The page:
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Geoffrey Chaucer’s Canterbury Tales PowerPoint Presentation
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Geoffrey Chaucer’s Canterbury Tales

Geoffrey Chaucer’s Canterbury Tales

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Geoffrey Chaucer’s Canterbury Tales

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  1. Geoffrey Chaucer’sCanterbury Tales The Wife of Bath’s Tale

  2. Geoffrey Chaucer’s Life • “emerging middle class” – born into mercantile family; educated; served Court as Squire – traveled as diplomat • Born in London ~ 1340; died 1400 • Work as a poet more of a sideline / hobby for him • Patronized by royalty

  3. Literary Scene in Europe ~ 1350 • Dante has introduced the idea of “poetry in the vernacular” for serious epics • Divine Comedy • Latin still preferred for serious work – Virgil’s Aeneid considered best epic – Latin for religious and diplomatic and scientific writing

  4. Italy = cultural center of Europe • In addition of Dante’s Divine Comedy • Petrarch’s lyric sonnet sequence and letters in Italian • First writer to make himself & his feelings the centerpiece of his writing • Boccacio’s Decameron • Collection of 100 popular tales told over ten days by ten people trying to while away time in quarantine against the plague

  5. Literature in verncaulars • Long tradition of “romances” – poetry written in vernaculars about knights and their adventures • Arthurian adventures • “Celtic tradition” – focus on Gawain; Quenevere fairly unsympathetic • French tradition – focus on Launcelot and the love triangle • England has both traditions

  6. Popular literature • Literature in vernacular because consumed by ordinary folks • Ballads and songs • Religious dramas • Lyric poems celebrating seasons, religious figures, natural world • Robin Hood tales • Riddles, animal fables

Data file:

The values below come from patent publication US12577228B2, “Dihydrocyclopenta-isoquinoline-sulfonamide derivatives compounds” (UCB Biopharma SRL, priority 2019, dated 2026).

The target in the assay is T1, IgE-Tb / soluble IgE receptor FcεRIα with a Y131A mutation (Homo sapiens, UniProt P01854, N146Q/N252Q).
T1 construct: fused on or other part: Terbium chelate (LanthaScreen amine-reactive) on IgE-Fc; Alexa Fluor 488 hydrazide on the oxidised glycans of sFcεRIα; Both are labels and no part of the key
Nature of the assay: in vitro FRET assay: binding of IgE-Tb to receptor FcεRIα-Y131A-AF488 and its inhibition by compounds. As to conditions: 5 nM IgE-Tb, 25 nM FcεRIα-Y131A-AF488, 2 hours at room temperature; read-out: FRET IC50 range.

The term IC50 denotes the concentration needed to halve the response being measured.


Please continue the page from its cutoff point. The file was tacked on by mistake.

7. Chaucer’s innovation • Attempts serious works in English in a culture which – • Still sees French as the language of the aristocracy • Has no tradition of “high” culture in the English language (after the Norman Conquest) • C tries to do in London’s English what had been done in Florentine Italian

  8. Power in 1400 • Not what you would expect • Power tends to go along with wealth and social standing rather than gender • Three factors make for “social leveling” in 14th century • Bubonic plague • Peasant’s revolt (English uprising) • Wealth derived from mercantile activity rather than just form land

  9. Women’s Power in 1400 • The Renaissance took away women’s power based on birth or ability and gave it to men • Medieval women gained status from birth rank and from “femme sole” status – the ability to incorporate as separate financial persons from their husbands • The labor shortages of the late Middle Ages opened up economic opportunity to women, especially women left as the only adults in their families.

  10. Canterbury Tales & all else • Today, Canterbury Tales is the masterpiece of Chaucer’s work • His creation of tales and tellers that seem to match/suit the tales seems very modern – the idea that a person’s values predict his literary tastes • Chaucer’s long narratives are much more like the work of other medievals, and were more popular in his lifetime • Chaucer dies before completing Canterbury Tales, his “last work”

  11. Premise behind Canterbury Tales • A crowd of pilgrims meet at the Tabard Inn in London – all are on their way to Canterbury (not far) on horseback to see tomb of St Thomas à Becket • To while away the time, they agree to tell two tales on the way there and two on the way back • The best tale wins a free dinner • Chaucer doesn’t even manage a single tale for each of the 28 pilgrims

  12. Intellectual Property and 1400 • No concept of intellectual property in the 13th Century • Chaucer adapts stories from many sources for his Tales • He deliberately chooses a series of sub-genres known to his audience • Romances • Beast fables • Fairy stories

  13. Wife of Bath • Bath is a small city on the west coast known for its cloth industry – it is a port city and close to Wales and the west of England (sheep country) so it supports people who spin and weave wool into cloth and sell it to the continent • Weaving cloth can be a feminine occupation – many more women engaged in mercantile activities in 1400 than in later centuries

  14. The Wife of Bath: is she like or unlike a typical medieval woman? • Medievals did not denounce her as “unnatural” or monstrous, but also did not idealize her • She is conventional in that she tries to use religious authorities to justify her belief that she should have power over her husbands and in that she uses her beauty to gain power • She is unconventional in that she has married five times and in that she seems able to travel on her own